From the front of the house, it still looks like the charming post-war abode it once was. The gravel driveway is neat, the paint is fresh, and only the yellow tape blocking access to the yard gives away the fact that this house has more serious damage than its neighbours.
It takes a walk to the side yard to see the precarious six-metre hole below this Bowness neighbourhood house.
When Bow River flood waters rushed in on the night of June 20, part of the old brick foundation of the house washed away and water flowed directly into the basement.
Now, what used to be a downstairs studio space and bathroom looks like a muddy cave, filed with an assortment of tossed household items including a wrapping-paper roll, a binder and a bookshelf.
Eleven days after floods hit, Calgary continues a cleanup and rebuilding effort that will go on for months or years, and collectively will cost billions.
Amid the state of emergency, city safety officers have been scouring the worst-hit neighbourhoods around the clock to pinpoint dangerous homes like this – where the structure is fragile, and the inhabitants will never be allowed to return.
"The house is coming down," said Scott Miller, a city safety codes officer who has been working every day to assess damage in homes since the floods hit.
Mr. Miller was the one to tell Geoff Wilcox and his wife Sharon Raycroft that their white 1947 house nestled on the banks of the Bow River – which more resembles an Ontario lakefront cottage than a city home – will be one of the first of many Calgary buildings that city safety inspectors order demolished as a result of the floods.
"I've lived in Calgary all my life and this is all so strange," Mr. Miller said.
The number of homes that will be written off is still unknown. But Calgary's Emergency Management Agency says as many as 10,000 people will be out of their homes for a significant period of time, and the city believes at least 2,400 houses are damaged.
"Sharon had it fixed up like a little jewel box," Mr. Wilcox, 55, a geologist, said of his house. "It was our love nest on the Bow."
While some of the homes around them have been deemed structurally sound, the house they've lived in for the past 21 years will be torn down within the week. The water reached as high as 30 centimetres on the 800-square-foot main floor, where the floor is now so warped the front door won't open.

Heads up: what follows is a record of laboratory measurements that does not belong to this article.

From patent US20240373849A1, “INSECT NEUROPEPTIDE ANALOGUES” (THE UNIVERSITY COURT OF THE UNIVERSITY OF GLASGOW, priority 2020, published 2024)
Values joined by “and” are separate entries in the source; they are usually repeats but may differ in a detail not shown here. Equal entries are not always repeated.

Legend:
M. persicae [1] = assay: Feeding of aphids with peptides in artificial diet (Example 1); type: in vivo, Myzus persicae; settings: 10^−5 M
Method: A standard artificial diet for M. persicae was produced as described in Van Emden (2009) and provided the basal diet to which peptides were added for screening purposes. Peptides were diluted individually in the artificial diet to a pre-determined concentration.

The couple managed to salvage the pale apricot dress Ms. Raycroft's mother wore on her wedding day in the 1920s, and her parents' old oak piano, but lost their photo albums.
Now they are deciding whether to rebuild, and where to land.
"Calgary is a beautiful city, and the people are great," Mr. Wilcox said. "But it's an expensive place to live. And rebuilding will take a long time. Already it's hard to get drywall in this city."
Many Calgarians are being forced to make the same kind of big choices.
Just across the Bow River from Mr. Wilcox and Ms. Raycroft's property, the land behind a church and several homes had sunk or eroded away to the point where one house no longer has a yard, just a deck perched above the embankment.
The Calgary Real Estate Board said house listings will fall and house sales in flood-affected neigbourhoods will face price discounts in the short term.
But over all, the board's president Becky Walters said the city's resale market is strong enough to weather the "terrible event."
Other Alberta communities were hard hit as well, most notably High River, the 13,000-person town south of Calgary which saw the worst of Alberta's flood damage.
Now the wrangling over the costs begins.
Canadian home insurance policies generally don't cover flooding, only sewer backup.
While the Alberta government has pledged as much as $10,000 per household in immediate help for homeowners affected by the flood, a broader, more expensive, Ottawa-backed bailout plan is expected.
But who pays for the damages or the loss of an entire house – especially one in many of the wealthy Calgary neighbourhoods such as Roxboro, Rideau Park and Elbow Park that were some of the most badly flooded neighbourhoods – will be a difficult question.
Even Mayor Naheed Nenshi has noted the province faces a quandary: how to structure an aid program that could end up helping the richest people in the city in the wake of the disaster.
"Some of the homes in the city are very expensive homes, but not all of them," Mr. Nenshi said last week.
"There's a wide variety of people who have been impacted at every part of the socio-economic scale. And this will be interesting for the province, frankly – if I can be a pundit for just a second – as they're developing their disaster relief plans, they're going to have to think hard about that question."